Back in 2007, the Sierra Club requested a copy of what it thought was a public record from Orange County, California, covering information like the location and addresses of 640,000 land parcels in the county. The local government held the information in a geographic information system, or GIS database, a much more modern equivalent of the old spreadsheet, or the older-still stack of printed papers. In exchange for handing over a copy of the digital file, which can be used to map data, the county requested a $375,000 licensing fee.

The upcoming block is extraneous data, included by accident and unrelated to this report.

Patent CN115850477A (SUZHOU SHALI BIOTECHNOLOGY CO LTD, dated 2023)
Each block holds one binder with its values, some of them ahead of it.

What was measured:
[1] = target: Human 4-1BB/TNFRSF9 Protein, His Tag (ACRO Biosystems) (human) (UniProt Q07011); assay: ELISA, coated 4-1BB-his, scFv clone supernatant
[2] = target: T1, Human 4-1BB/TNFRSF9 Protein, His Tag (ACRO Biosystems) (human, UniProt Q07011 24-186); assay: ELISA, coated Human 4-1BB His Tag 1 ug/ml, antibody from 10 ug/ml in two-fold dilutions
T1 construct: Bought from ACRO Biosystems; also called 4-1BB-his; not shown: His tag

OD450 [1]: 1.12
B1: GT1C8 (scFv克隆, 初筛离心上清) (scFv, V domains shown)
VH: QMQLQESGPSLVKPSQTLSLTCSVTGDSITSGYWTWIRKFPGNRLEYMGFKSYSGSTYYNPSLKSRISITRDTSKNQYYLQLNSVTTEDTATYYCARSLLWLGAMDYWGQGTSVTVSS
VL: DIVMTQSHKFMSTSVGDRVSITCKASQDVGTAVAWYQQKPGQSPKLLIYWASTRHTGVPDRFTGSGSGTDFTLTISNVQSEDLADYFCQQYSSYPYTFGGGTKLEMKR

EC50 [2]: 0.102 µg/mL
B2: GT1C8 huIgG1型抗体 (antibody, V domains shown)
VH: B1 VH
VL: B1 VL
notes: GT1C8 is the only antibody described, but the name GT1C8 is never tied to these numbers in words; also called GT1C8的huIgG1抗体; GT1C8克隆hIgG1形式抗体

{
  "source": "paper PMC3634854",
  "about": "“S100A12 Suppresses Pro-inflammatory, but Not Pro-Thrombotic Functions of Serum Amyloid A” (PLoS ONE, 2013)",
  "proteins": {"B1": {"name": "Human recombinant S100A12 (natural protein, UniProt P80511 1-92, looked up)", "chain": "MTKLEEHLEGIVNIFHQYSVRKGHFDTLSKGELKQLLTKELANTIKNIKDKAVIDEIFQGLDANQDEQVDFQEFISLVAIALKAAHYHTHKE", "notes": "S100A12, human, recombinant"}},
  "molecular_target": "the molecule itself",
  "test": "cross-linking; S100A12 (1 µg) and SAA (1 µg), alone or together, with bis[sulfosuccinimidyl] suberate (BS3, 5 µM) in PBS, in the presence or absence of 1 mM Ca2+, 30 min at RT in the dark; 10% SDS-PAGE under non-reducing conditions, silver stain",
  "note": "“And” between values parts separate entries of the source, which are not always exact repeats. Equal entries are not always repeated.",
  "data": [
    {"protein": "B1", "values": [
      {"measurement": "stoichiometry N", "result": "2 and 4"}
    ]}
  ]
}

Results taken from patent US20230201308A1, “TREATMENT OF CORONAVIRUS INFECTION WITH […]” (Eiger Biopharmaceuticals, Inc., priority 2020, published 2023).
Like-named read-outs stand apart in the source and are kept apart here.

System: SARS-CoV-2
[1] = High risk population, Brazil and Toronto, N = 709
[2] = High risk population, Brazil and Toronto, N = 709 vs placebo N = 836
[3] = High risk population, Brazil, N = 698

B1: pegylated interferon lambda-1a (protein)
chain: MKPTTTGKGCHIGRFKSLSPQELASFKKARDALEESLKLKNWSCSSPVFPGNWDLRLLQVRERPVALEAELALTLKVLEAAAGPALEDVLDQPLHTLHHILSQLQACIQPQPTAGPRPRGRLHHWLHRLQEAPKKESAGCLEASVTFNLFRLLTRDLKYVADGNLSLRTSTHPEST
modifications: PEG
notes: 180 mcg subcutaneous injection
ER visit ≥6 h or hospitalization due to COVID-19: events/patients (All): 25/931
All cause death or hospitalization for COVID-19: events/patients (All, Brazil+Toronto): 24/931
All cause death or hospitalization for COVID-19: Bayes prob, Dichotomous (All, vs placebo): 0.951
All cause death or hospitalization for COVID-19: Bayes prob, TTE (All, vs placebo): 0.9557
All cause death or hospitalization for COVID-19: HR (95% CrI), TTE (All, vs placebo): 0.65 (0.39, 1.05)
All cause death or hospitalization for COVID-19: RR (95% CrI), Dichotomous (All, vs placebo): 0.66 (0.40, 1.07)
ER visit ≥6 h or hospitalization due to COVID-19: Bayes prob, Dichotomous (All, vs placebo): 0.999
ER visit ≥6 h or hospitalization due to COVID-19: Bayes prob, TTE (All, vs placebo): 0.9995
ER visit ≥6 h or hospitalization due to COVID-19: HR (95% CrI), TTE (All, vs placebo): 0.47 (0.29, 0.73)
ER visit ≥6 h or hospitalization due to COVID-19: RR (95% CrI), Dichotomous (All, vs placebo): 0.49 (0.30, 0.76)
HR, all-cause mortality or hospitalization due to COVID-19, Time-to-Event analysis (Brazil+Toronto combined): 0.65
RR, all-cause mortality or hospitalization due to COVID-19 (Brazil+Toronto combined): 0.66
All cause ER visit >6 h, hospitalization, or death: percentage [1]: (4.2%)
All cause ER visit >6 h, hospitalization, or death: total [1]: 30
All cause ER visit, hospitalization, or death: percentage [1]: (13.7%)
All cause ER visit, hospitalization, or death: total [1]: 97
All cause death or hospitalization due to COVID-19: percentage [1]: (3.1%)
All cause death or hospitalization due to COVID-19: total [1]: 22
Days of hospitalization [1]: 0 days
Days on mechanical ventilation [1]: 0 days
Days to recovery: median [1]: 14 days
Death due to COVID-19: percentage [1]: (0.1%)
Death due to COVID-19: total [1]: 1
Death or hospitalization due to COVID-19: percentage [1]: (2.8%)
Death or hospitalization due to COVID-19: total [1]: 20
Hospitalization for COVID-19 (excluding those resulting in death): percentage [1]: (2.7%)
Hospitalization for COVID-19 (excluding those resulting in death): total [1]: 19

As you can imagine, the Sierra Club balked – both at the price tag and the suggestion that this taxpayer-funded database of public information wasn't available under the state's open records law. Six years later, the California Supreme Court this week agreed with the Sierra Club [PDF] that digital mapping data is public data, too.
To underscore the strange nature of Orange County's logic, local officials had offered to hand over all of the information on printed paper. But they argued that GIS files were "computer software," and therefore exempt from the state records law (and open to a revenue stream that would help recoup the costs of maintaining the database).